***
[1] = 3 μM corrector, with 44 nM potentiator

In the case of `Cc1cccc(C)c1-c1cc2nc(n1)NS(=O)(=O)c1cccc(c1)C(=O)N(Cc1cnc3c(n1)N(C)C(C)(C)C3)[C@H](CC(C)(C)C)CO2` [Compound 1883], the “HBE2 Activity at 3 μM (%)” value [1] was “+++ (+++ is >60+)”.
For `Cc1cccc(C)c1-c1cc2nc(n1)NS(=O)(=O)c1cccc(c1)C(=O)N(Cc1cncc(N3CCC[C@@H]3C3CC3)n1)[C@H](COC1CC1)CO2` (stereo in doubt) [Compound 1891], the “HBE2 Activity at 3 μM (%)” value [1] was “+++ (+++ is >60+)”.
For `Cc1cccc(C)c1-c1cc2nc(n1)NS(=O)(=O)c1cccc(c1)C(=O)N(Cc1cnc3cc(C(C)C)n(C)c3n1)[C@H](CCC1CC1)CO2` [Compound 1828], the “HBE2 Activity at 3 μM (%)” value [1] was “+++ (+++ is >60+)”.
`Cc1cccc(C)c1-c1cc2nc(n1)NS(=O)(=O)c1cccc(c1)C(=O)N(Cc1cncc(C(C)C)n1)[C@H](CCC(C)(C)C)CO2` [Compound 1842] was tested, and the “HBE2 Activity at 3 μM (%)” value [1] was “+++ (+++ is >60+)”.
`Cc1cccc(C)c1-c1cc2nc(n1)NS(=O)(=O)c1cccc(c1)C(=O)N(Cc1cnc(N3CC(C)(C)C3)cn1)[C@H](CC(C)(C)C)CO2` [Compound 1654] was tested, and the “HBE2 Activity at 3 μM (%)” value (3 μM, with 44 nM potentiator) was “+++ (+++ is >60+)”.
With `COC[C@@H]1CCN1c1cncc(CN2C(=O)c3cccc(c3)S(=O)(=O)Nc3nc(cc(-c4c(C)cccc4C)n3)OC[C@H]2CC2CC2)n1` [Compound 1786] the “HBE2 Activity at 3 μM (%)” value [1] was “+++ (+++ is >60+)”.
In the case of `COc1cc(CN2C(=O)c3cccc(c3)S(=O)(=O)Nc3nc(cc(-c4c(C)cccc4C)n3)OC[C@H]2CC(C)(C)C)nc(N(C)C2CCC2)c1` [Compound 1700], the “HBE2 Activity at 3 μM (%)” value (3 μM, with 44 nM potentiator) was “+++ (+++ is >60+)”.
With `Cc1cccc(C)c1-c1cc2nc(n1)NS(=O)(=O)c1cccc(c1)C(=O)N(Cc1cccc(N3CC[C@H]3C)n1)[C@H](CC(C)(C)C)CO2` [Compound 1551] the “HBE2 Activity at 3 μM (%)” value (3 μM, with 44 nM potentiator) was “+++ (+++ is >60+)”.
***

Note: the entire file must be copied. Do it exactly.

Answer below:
[1] = 3 μM corrector, with 44 nM potentiator

In the case of `Cc1cccc(C)c1-c1cc2nc(n1)NS(=O)(=O)c1cccc(c1)C(=O)N(Cc1cnc3c(n1)N(C)C(C)(C)C3)[C@H](CC(C)(C)C)CO2` [Compound 1883], the “HBE2 Activity at 3 μM (%)” value [1] was “+++ (+++ is >60+)”.
For `Cc1cccc(C)c1-c1cc2nc(n1)NS(=O)(=O)c1cccc(c1)C(=O)N(Cc1cncc(N3CCC[C@@H]3C3CC3)n1)[C@H](COC1CC1)CO2` (stereo in doubt) [Compound 1891], the “HBE2 Activity at 3 μM (%)” value [1] was “+++ (+++ is >60+)”.
For `Cc1cccc(C)c1-c1cc2nc(n1)NS(=O)(=O)c1cccc(c1)C(=O)N(Cc1cnc3cc(C(C)C)n(C)c3n1)[C@H](CCC1CC1)CO2` [Compound 1828], the “HBE2 Activity at 3 μM (%)” value [1] was “+++ (+++ is >60+)”.
`Cc1cccc(C)c1-c1cc2nc(n1)NS(=O)(=O)c1cccc(c1)C(=O)N(Cc1cncc(C(C)C)n1)[C@H](CCC(C)(C)C)CO2` [Compound 1842] was tested, and the “HBE2 Activity at 3 μM (%)” value [1] was “+++ (+++ is >60+)”.
`Cc1cccc(C)c1-c1cc2nc(n1)NS(=O)(=O)c1cccc(c1)C(=O)N(Cc1cnc(N3CC(C)(C)C3)cn1)[C@H](CC(C)(C)C)CO2` [Compound 1654] was tested, and the “HBE2 Activity at 3 μM (%)” value (3 μM, with 44 nM potentiator) was “+++ (+++ is >60+)”.
With `COC[C@@H]1CCN1c1cncc(CN2C(=O)c3cccc(c3)S(=O)(=O)Nc3nc(cc(-c4c(C)cccc4C)n3)OC[C@H]2CC2CC2)n1` [Compound 1786] the “HBE2 Activity at 3 μM (%)” value [1] was “+++ (+++ is >60+)”.
In the case of `COc1cc(CN2C(=O)c3cccc(c3)S(=O)(=O)Nc3nc(cc(-c4c(C)cccc4C)n3)OC[C@H]2CC(C)(C)C)nc(N(C)C2CCC2)c1` [Compound 1700], the “HBE2 Activity at 3 μM (%)” value (3 μM, with 44 nM potentiator) was “+++ (+++ is >60+)”.
With `Cc1cccc(C)c1-c1cc2nc(n1)NS(=O)(=O)c1cccc(c1)C(=O)N(Cc1cccc(N3CC[C@H]3C)n1)[C@H](CC(C)(C)C)CO2` [Compound 1551] the “HBE2 Activity at 3 μM (%)” value (3 μM, with 44 nM potentiator) was “+++ (+++ is >60+)”.